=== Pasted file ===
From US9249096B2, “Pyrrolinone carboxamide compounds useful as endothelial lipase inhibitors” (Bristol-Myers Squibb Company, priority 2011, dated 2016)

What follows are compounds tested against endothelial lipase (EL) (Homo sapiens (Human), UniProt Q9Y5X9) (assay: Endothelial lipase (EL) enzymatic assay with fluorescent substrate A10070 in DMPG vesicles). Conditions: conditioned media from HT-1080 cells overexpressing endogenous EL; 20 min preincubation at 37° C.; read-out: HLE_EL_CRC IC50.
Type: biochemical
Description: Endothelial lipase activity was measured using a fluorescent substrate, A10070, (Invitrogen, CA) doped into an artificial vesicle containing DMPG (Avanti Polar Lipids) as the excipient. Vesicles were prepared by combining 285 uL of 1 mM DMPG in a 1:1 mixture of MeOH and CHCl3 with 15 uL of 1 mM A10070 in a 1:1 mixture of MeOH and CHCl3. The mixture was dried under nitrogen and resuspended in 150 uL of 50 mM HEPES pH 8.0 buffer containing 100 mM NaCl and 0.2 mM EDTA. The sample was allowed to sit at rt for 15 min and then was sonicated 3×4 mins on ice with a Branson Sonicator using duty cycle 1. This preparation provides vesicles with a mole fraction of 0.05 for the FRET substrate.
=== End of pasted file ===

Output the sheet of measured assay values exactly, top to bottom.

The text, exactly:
From US9249096B2, “Pyrrolinone carboxamide compounds useful as endothelial lipase inhibitors” (Bristol-Myers Squibb Company, priority 2011, dated 2016)

What follows are compounds tested against endothelial lipase (EL) (Homo sapiens (Human), UniProt Q9Y5X9) (assay: Endothelial lipase (EL) enzymatic assay with fluorescent substrate A10070 in DMPG vesicles). Conditions: conditioned media from HT-1080 cells overexpressing endogenous EL; 20 min preincubation at 37° C.; read-out: HLE_EL_CRC IC50.
Type: biochemical
Description: Endothelial lipase activity was measured using a fluorescent substrate, A10070, (Invitrogen, CA) doped into an artificial vesicle containing DMPG (Avanti Polar Lipids) as the excipient. Vesicles were prepared by combining 285 uL of 1 mM DMPG in a 1:1 mixture of MeOH and CHCl3 with 15 uL of 1 mM A10070 in a 1:1 mixture of MeOH and CHCl3. The mixture was dried under nitrogen and resuspended in 150 uL of 50 mM HEPES pH 8.0 buffer containing 100 mM NaCl and 0.2 mM EDTA. The sample was allowed to sit at rt for 15 min and then was sonicated 3×4 mins on ice with a Branson Sonicator using duty cycle 1. This preparation provides vesicles with a mole fraction of 0.05 for the FRET substrate.